0 Q&A 846 Views Apr 20, 2023

RNA polymerase II (RNAPII) transcribes DNA into mRNA and thereby plays a critical role in cellular protein production. In addition, RNAPII plays a central role in DNA damage responses. Measurements of RNAPII on chromatin may thus give insight into several essential processes in eukaryotic cells. During transcription, the C-terminal domain of RNAPII becomes post-translationally modified, and phosphorylation on serine 5 and serine 2 can be used as markers for the promoter proximal and productively elongating forms of RNAPII, respectively. Here, we provide a detailed protocol for the detection of chromatin-bound RNAPII and its serine 5– and serine 2–phosphorylated forms in individual human cells through the cell cycle. We have recently shown that this method can be used to study the effects of ultraviolet DNA damage on RNAPII chromatin binding and that it can even be used to reveal new knowledge about the transcription cycle itself. Other commonly used methods to study RNAPII chromatin binding include chromatin immunoprecipitation followed by sequencing or chromatin fractionation followed by western blotting. However, such methods are frequently based on lysates made from a large number of cells, which may mask population heterogeneity, e.g., due to cell cycle phase. With strengths such as single-cell analysis, speed of use, and accurate quantitative readouts, we envision that our flow cytometry method can be widely used as a complementary approach to sequencing-based methods to study effects of different stimuli and inhibitors on RNAPII-mediated transcription.

Graphical overview

0 Q&A 1855 Views Oct 5, 2022

The sirtuin 6 has emerged as a regulator of acute and chronic immune responses. Recent findings show that SIRT6 is necessary for mounting an active inflammatory response in macrophages. In vitro studies revealed that SIRT6 is stabilized in the cytoplasm to promote tumor necrosis factor (TNFα) secretion. Notably, SIRT6 also promotes TNFα secretion by resident peritoneal macrophages upon lipopolysaccharide (LPS) stimulation in vivo. Although many studies have investigated SIRT6 function in the immune response through different genetic and pharmacological approaches, direct measurements of in vivo SIRT6 expression in immune cells by flow cytometry have not yet been performed. Here, we describe a step-by-step protocol for peritoneal fluid extraction, isolation, and preparation of peritoneal cavity cells, intracellular SIRT6 staining, and flow cytometry analysis to measure SIRT6 levels in mice peritoneal macrophages. By providing a robust method to quantify SIRT6 levels in different populations of macrophages, this method will contribute to deepening our understanding of the role of SIRT6 in immunity, as well as in other cellular processes regulated by SIRT6.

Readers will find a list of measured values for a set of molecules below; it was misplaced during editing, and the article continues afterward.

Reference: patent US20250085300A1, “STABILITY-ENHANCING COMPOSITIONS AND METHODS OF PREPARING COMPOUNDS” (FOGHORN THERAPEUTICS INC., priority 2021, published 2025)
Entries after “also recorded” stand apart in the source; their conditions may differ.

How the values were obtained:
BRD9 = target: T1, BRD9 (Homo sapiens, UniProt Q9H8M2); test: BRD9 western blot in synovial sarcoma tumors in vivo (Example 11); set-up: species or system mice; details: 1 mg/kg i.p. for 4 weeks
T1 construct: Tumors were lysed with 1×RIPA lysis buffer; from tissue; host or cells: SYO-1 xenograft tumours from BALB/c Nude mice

Graphical abstract:

0 Q&A 1852 Views May 20, 2022

DNA double strand breaks (DSBs) constantly arise in cells during normal cellular processes or upon exposure to genotoxic agents, and are repaired mostly by homologous recombination (HR) and non-homologous end joining (NHEJ). One key determinant of DNA DSB repair pathway choice is the processing of broken DNA ends to generate single strand DNA (ssDNA) overhangs, a process termed DNA resection. The generation of ssDNA overhangs commits DSB repair through HR and inhibits NHEJ. Therefore, DNA resection must be carefully regulated to avoid mis-repaired or persistent DSBs. Accordingly, many approaches have been developed to monitor ssDNA generation in cells to investigate genes and pathways that regulate DNA resection. Here we describe a flow cytometric approach measuring the levels of replication protein A (RPA) complex, a high affinity ssDNA binding complex composed of three subunits (RPA70, RPA32, and RPA14 in mammals), on chromatin after DNA DSB induction to assay DNA resection. This flow cytometric assay requires only conventional flow cytometers and can easily be scaled up to analyze a large number of samples or even for genetic screens of pooled mutants on a genome-wide scale. We adopt this assay in G0- and G1- phase synchronized cells where DNA resection needs to be kept in check to allow normal NHEJ.